Rape is forced, unwanted sexual intercourse. Rape, sometimes also called sexual assault, can happen to both men and women of any age.

Rape is about power, not sex. A rapist uses actual force or violence — or the threat of it — to take control over another human being. Some rapists use drugs to take away a person's ability to fight back. Rape is a crime, whether the person committing it is a stranger, a date, an acquaintance, or a family member.

No matter how it happened, rape is frightening and traumatizing. People who have been raped need care, comfort, and a way to heal.

What Should I Do?
What's the right thing to do if you've been raped? Take care of yourself in the best way for you. For some people, that means reporting the crime immediately and fighting to see the rapist brought to justice. For others it means seeking medical or emotional care without reporting the rape as a crime. Every person is different.

There are three things that everyone who has been raped should do, though:
1. Know that the rape wasn't your fault.
2. Seek medical care.
3. Deal with your feelings.

It's Not Your Fault
Whatever happened, it wasn't your fault. No one has the right to have sex with you against your will. The blame for a rape lies solely with the rapist.

Sometimes a rapist will try to exert even more power by making the person who's been raped feel like it was actually his or her fault. A rapist may say stuff like, "You asked for it" or "You wanted it." This is just another way for the rapist to take control. The truth is that what a person wears, what a person says, or how a
person acts is never a justification for rape.

Most people who are raped know their rapists. That can sometimes lead the person who's been raped to try to protect the perpetrator. Make protecting
yourself your priority. Don't worry about protecting the person who raped you.
If you want to report the crime to the police, do so. Reporting a rape may help protect others from that person — and may help you feel a little less like you were a victim. But making a report to the police may be difficult for some people.

If you don't feel comfortable reporting it, you don't have to. You may prefer to get advice about what to do from an experienced adult who can be sympathetic
to you. Do whatever helps you to feel safe and heal without blaming yourself.

Seek Medical Care
The first thing someone who has been raped needs to do is see a medical doctor. Most medical centers and hospital emergency departments have doctors and counselors who have been trained to take care of someone who has been raped. It's important to get medical care because a doctor will need to check you for sexually transmitted diseases (STDs) and internal injuries.

Most areas have local rape hotlines listed in the phone book that can give you advice about where to go for medical help. You may want to have a friend or family member go along for support, especially if you're feeling upset and unsafe. Some rape crisis centers also provide advocates who can go along with you. You can also call the national sexual assault hotline at (800) 656-HOPE.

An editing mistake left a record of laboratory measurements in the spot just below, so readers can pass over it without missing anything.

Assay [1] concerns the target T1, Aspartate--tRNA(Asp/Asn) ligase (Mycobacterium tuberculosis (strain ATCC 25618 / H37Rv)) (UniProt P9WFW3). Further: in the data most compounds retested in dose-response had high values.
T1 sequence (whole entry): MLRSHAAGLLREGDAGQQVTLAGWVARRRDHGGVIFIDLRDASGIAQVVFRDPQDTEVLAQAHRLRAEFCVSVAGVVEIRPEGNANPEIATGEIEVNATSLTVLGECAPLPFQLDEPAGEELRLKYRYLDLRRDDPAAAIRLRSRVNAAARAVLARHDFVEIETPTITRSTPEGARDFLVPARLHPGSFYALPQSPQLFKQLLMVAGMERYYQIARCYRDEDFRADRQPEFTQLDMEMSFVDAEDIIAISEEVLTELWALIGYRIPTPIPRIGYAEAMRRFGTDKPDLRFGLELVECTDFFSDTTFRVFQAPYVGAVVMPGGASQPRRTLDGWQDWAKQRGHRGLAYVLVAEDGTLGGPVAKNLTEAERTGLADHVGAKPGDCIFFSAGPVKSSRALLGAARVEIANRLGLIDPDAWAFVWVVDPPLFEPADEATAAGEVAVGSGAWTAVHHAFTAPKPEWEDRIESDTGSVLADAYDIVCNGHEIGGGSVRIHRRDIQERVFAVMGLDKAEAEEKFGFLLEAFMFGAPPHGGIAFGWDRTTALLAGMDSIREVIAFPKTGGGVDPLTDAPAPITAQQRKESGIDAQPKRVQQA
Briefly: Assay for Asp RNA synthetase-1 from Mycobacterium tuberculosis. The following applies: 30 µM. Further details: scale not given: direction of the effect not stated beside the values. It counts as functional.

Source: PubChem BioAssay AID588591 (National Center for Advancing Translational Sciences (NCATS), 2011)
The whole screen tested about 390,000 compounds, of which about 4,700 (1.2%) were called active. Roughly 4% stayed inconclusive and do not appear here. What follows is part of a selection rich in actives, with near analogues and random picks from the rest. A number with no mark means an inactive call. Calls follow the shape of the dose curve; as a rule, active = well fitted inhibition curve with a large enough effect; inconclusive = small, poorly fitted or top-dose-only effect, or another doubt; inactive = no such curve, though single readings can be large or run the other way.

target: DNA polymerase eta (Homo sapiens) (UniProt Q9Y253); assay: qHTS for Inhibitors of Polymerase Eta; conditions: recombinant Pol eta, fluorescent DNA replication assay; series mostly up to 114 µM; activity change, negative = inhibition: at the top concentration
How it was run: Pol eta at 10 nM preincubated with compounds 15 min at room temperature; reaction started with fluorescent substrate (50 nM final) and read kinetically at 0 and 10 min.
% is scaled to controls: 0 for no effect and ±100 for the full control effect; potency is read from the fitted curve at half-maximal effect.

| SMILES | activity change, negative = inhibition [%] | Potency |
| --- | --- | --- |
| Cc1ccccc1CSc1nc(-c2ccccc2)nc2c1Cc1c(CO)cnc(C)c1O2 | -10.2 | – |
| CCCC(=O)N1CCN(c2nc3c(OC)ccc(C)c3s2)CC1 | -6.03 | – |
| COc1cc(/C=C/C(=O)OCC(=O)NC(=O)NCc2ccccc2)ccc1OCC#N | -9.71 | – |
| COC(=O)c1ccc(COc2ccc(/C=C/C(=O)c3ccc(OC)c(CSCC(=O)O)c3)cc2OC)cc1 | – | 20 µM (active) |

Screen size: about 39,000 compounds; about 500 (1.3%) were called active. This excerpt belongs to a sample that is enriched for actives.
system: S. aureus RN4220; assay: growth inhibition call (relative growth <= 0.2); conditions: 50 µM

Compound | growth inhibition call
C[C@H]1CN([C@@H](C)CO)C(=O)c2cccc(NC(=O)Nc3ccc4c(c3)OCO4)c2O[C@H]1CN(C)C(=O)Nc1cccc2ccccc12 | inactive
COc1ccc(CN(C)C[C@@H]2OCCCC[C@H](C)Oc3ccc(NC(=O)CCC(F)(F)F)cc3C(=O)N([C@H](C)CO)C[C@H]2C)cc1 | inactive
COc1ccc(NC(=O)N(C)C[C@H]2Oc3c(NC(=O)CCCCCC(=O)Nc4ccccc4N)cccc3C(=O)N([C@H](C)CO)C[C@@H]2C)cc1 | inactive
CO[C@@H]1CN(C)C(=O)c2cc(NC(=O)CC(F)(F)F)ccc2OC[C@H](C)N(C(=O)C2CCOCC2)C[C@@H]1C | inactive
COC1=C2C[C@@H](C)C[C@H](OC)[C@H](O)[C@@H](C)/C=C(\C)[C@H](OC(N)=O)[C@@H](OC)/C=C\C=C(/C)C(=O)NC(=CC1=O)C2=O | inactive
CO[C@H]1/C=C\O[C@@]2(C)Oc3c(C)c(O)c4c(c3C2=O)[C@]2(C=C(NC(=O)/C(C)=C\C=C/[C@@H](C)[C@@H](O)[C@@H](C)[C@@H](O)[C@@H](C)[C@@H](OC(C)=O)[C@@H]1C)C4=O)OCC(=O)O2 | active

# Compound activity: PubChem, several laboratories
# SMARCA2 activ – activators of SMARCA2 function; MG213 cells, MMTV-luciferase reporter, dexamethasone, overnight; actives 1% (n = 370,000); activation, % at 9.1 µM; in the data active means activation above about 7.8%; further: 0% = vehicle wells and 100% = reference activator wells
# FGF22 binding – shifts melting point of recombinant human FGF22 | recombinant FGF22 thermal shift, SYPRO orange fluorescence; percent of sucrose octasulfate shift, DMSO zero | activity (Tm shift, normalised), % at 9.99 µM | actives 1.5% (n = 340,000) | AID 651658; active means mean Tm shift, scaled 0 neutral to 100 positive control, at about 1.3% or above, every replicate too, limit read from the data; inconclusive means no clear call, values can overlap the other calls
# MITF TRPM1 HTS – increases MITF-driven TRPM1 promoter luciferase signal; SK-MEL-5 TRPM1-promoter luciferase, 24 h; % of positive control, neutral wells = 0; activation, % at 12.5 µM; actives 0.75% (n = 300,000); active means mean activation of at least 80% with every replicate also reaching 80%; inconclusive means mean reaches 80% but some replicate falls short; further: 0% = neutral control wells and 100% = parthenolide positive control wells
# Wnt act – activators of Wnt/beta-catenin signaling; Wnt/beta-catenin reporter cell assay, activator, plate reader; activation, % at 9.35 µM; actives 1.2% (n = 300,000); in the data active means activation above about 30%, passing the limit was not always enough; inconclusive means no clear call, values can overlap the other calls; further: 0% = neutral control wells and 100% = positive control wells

If you are under 18 and don't want your parents to know about the rape, ask the rape crisis center about the laws in your area. Many jurisdictions treat rape exams confidentially, but some will require that a parent or guardian be notified.

You should get medical attention right away without changing your clothes, showering, douching, or washing. It can be hard not to clean up, of course — it's a natural human instinct to wash away all traces of a sexual assault. But being examined right away is the best way to ensure you get proper medical treatment.

Immediate medical attention also helps when people decide to report the crime, providing evidence needed to prosecute the rapist if a criminal case is pursued. If you've been raped and think you don't want to report it, you could change your mind later — this often happens — and having the results of a medical exam can help you do this. (There are laws, known as statutes of limitations, that give a person only a certain amount of time to pursue legal action for a crime, though, so be sure you know how long you have to report the rape. A local rape crisis center can advise you of the laws in your area.)

Even if you don't get examined right away, it doesn't mean you can't get a checkup later. It's always best to see a doctor immediately after a rape, of course. But a person can still go to a doctor or local clinic to get checked out for STDs, pregnancy, or injuries any time after being raped. In some cases, doctors can even gather evidence several days after a rape has occurred.

What Happens During the Medical Exam?
When you go to the hospital after a rape, a trained counselor or social worker will listen while you talk about what happened. Talking to a trained listener can help you begin to release some of the emotions you are probably feeling so that you can start to feel calm and safe again.

The counselor may also talk with you about the medical exam and what it involves. Each state or jurisdiction has different requirements, of course, but here are some of the things that may happen during the medical exam: A medical professional will test you for STDs, including HIV/AIDS. These tests may involve taking blood or saliva samples. Although the thought of getting an STD after a rape is extremely scary, the quicker a person finds out about any infection, the more effectively he or support group, you can get help and support as well as give it. Your experiences and ideas may help others heal.

Reviewed by: Richard S. Kingsley, MD
Date reviewed: September 2007


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